Net Impact BGI: Food and Agriculture
Net Impact BGI hosts another community social, this time focusing on Sustainable Food and Agriculture on Wednesday, February 13th. Our distinguished guest for the evening will be Fred Kirschenmann, renowned professor and farmer, who has been at the forefront of sustainable agriculture nationally and internationally, pioneering the concept of Agriculture of the Middle (AOTM).
Addressing “a disappearing sector of mid-scale farms, ranches and related agrifood enterprises,” AOTM incorporates value-based food supply chains. This national initiative led by Kirshcenmann works to“encompass a spectrum of farms and ranches that are declining because they are too small to be served well by commodity markets and too large to be served well by direct markets.”
This event is open to the public and we encourage you to bring a classmate, mentor, co-worker, and/or friend. Join us for a great opportunity to build community with people in and outside of the BGI network. These events are opportunities to learn, present questions, network and socialize.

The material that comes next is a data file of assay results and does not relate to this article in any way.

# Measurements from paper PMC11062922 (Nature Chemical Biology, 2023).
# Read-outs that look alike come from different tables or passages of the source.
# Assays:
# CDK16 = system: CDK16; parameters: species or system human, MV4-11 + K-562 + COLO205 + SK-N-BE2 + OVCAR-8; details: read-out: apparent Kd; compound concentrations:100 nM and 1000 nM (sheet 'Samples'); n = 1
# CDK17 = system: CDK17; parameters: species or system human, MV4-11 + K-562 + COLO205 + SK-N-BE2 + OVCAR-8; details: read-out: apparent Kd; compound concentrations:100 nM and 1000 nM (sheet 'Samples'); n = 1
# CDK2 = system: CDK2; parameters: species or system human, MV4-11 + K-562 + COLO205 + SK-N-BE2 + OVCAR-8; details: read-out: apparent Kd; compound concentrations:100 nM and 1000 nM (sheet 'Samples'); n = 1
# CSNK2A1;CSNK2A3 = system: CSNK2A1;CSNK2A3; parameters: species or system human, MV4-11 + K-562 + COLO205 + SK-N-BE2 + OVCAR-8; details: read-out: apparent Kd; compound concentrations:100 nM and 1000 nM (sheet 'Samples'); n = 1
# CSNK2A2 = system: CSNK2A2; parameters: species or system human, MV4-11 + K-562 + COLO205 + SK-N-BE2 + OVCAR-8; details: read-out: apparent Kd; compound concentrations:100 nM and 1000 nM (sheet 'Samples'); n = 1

Registration is now open. We hope you share in the food, drink, and chance to spend quality time with quality people discussing important topics. Contact email@example.com with any questions.
FLOW OF EVENT
- 6:00 p.m. – Doors Open
- 6:15 p.m. – Welcome (Introduction)
- 6:25 p.m. – Featured Speaker Presentation followed by Questions and Discussion
- 7:15 p.m. – Open For Networking
ABOUT THE PRESENTER
Fred Kirschenmann is a Distinguished Fellow for the Leopold Center for Sustainable Agriculture at Iowa State University and President of Stone Barns Center for Food and Agriculture in Pocantico Hills, New York. He continues to manage his family’s 2,600-acre certified organic farm in south central North Dakota. Kirschenmann holds a doctorate in philosophy from the University of Chicago, and has written extensively about ethics and agriculture. His January 2012 TedxManhattan talk Soil: From Dirt to Lifeline looked at how food is currently grown in the world, the negative consequences that large scale farming presents on the soil, some innovative methods that researchers and scientists are coming up with to improve soil quality, and some other positive trends in sustainable food cultivation.